The Path Take on the Ten Commandments

 Topic: The Path Take on the 10 Commandments

The Christian Ten Commandments, in order:

You shall have no other Gods before me.

Thou shalt not make unto thee any graven images.

Thou shalt not take the name of the Lord thy God in vain.

Remember the Sabbath day and keep it Holy.

Honor your father and mother.

Thou shalt not kill.

Thou shalt not commit adultery.

Thou shalt not steal.

Let’s take these apart and examine them one at a time for any value they may have, shall we?

The first commandment is mostly an expression of god’s insecurities. He knows there are other, better gods out there, but he insists that his worshippers ignore them and focus all their adulation on him. When your spouse does this, it’s considered emotional abuse. I do not know why Christians put up with this kind of treatment.

The second commandment is confusing. What kind of graven images? My grandmother was a wood carver and created several pieces of art that could be considered “graven” because it just means “carved” or “engraved.” Was my grandmother condemned to hell for carving some ducks?

Number three is just dumb. Some Christian sub-sects take this one to mean they cannot swear at all, no matter what word they are avoiding using, but you need to blaspheme sometimes; studies have shown that cursing actually alleviates pain. Just like the first commandment, this one seems to be more of a reflection of god’s neediness.

It is obvious that we, as a whole, have failed to remember the Sabbath day, since we cannot even collectively agree on which day that really is. And everyone has their own idea of how to make that day “holy:” Jews do no work of any kind on Saturday, Christians all get together in one big, expensive building where they compare clothing every Sunday, et cetera. Path doctrine teaches that every day that you wake up among the living is holy, and we treat it as such by practicing the Virtues and by keeping a grateful heart.

My own father and mother are actually honored by being recognized patron saints of the Path, but how you relate to your parents is very personal and should not be dictated by your religion. Official Path doctrine is that you should be maintaining positive relationships with anyone you can, including your family members, and showing appreciation for those who raised you and taught you to be a person.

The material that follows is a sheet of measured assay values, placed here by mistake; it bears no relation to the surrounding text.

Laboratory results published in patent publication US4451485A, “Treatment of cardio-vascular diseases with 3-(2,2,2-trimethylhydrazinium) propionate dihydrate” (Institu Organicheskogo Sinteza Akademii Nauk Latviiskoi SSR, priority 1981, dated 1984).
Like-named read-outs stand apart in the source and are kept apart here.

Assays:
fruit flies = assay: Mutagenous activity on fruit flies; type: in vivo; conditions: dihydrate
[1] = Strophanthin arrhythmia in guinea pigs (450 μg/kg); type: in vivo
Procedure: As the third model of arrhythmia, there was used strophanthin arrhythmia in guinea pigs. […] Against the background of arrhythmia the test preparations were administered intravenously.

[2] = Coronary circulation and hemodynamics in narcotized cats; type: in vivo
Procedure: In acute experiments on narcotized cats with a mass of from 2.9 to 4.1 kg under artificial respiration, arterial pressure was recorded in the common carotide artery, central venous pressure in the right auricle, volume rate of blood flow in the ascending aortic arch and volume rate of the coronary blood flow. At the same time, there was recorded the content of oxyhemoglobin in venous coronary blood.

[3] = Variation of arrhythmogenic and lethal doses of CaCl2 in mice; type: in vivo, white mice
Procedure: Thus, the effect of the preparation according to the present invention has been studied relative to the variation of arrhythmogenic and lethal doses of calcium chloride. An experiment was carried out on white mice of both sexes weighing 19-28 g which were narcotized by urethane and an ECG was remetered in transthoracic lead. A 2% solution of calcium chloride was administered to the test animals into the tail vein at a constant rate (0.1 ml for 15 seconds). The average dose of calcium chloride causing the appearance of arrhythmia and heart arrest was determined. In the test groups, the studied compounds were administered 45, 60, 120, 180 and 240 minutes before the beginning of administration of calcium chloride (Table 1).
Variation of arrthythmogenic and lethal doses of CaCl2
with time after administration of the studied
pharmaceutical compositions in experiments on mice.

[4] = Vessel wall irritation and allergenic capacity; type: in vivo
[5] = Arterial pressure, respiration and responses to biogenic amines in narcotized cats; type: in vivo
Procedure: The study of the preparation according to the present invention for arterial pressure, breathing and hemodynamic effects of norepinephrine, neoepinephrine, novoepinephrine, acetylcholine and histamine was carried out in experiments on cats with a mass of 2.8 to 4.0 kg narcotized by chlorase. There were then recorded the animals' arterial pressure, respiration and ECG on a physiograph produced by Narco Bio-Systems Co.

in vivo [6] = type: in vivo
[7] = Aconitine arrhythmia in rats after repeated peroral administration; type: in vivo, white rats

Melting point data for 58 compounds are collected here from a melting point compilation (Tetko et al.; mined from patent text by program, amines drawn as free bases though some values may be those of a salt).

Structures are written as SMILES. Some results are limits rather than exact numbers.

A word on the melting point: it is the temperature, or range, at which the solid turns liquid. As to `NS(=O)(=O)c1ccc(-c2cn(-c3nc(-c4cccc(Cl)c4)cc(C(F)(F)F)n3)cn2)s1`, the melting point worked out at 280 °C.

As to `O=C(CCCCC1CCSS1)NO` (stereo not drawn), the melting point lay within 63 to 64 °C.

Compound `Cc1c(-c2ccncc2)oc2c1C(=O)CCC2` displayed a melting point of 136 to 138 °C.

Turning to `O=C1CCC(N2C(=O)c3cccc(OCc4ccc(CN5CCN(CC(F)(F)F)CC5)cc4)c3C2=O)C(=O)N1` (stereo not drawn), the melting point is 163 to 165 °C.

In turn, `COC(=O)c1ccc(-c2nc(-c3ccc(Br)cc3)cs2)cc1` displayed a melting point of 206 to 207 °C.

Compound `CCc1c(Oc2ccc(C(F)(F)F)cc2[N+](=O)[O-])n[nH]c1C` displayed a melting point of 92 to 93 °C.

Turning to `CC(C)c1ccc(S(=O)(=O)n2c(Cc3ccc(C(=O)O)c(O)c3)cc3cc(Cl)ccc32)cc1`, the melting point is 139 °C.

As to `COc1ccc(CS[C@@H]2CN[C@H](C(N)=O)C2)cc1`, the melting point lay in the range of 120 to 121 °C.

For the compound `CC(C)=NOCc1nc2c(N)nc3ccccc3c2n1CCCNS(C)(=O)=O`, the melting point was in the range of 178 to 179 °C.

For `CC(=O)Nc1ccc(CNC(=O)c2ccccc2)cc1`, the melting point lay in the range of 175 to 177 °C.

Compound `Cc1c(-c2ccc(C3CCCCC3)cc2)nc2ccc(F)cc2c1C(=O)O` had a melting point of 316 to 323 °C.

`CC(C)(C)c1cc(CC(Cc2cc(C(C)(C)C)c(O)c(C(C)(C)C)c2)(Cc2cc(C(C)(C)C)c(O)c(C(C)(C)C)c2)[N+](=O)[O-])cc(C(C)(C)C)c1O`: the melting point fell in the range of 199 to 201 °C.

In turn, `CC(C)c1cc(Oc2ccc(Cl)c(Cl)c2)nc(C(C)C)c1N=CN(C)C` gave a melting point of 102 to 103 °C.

I am a big fan of “Thout shalt not kill.” I wish with all my heart that self-avowed Christians took this one more seriously. More people have been killed by people who considered themselves Christian than by any other demographic. I have heard actual Christians state that this commandment just means you cannot kill anyone who is of your tribe but it is okay to kill foreigners, and that is one of the most terrifying interpretations of this commandment that I have ever heard. You can tell that even the god character in the bible ignores this one; he kills a few cities, and then pretty much the entire world. I do not trust a hypocritical god who violates his own word.

The Christian god character is way too invested in what people do with their junk. The Path does not give a shit who you have sex with, as long as you are not hurting anyone. If your spouse is okay with you mashing genitals with somebody else, who cares what your god thinks? He can keep his abstinence-demanding ass out of my business. I find it hilarious that Catholic priests take a vow of celibacy and then turn around and molest altar boys. If the church just let them be fully-realized humans and have healthy, adult sexual relationships, the priesthood would not attract such maladaptive characters.

The Path doctrine on stealing is thus: It is morally wrong, unless your alternative is death. If you would otherwise starve, go ahead and steal that apple. You should also try to find a job or other income so you do not have to steal to survive, but that may not be realistic for some people, and the Path recognizes this.

The Path has the Eight Core Tenets instead of commandments, but they are not intended to  be treated as absolutes; if you disagree with any of them, you can still observe the rest to the best of your ability. (The only exception to this is doing no harm. You should always strive to do no harm.)

Path teachings are intended to be practical and realistic. Do you find the Core Tenets easier to follow than the 10 Commandments?


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